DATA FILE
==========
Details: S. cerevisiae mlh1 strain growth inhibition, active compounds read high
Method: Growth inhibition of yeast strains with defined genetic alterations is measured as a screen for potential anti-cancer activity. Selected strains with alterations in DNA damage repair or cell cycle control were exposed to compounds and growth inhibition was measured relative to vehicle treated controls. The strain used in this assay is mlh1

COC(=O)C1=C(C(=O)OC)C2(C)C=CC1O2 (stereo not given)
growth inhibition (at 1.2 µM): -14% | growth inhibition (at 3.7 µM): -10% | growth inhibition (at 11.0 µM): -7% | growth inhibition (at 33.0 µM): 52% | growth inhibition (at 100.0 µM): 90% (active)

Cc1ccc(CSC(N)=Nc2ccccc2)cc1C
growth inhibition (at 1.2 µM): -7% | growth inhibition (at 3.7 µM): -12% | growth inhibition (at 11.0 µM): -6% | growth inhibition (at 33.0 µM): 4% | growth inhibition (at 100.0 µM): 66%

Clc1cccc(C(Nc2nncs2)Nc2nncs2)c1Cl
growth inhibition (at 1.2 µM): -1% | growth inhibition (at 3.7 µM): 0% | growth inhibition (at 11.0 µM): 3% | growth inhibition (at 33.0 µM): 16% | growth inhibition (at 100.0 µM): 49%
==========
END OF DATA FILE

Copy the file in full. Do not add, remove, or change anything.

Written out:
Details: S. cerevisiae mlh1 strain growth inhibition, active compounds read high
Method: Growth inhibition of yeast strains with defined genetic alterations is measured as a screen for potential anti-cancer activity. Selected strains with alterations in DNA damage repair or cell cycle control were exposed to compounds and growth inhibition was measured relative to vehicle treated controls. The strain used in this assay is mlh1

COC(=O)C1=C(C(=O)OC)C2(C)C=CC1O2 (stereo not given)
growth inhibition (at 1.2 µM): -14% | growth inhibition (at 3.7 µM): -10% | growth inhibition (at 11.0 µM): -7% | growth inhibition (at 33.0 µM): 52% | growth inhibition (at 100.0 µM): 90% (active)

Cc1ccc(CSC(N)=Nc2ccccc2)cc1C
growth inhibition (at 1.2 µM): -7% | growth inhibition (at 3.7 µM): -12% | growth inhibition (at 11.0 µM): -6% | growth inhibition (at 33.0 µM): 4% | growth inhibition (at 100.0 µM): 66%

Clc1cccc(C(Nc2nncs2)Nc2nncs2)c1Cl
growth inhibition (at 1.2 µM): -1% | growth inhibition (at 3.7 µM): 0% | growth inhibition (at 11.0 µM): 3% | growth inhibition (at 33.0 µM): 16% | growth inhibition (at 100.0 µM): 49%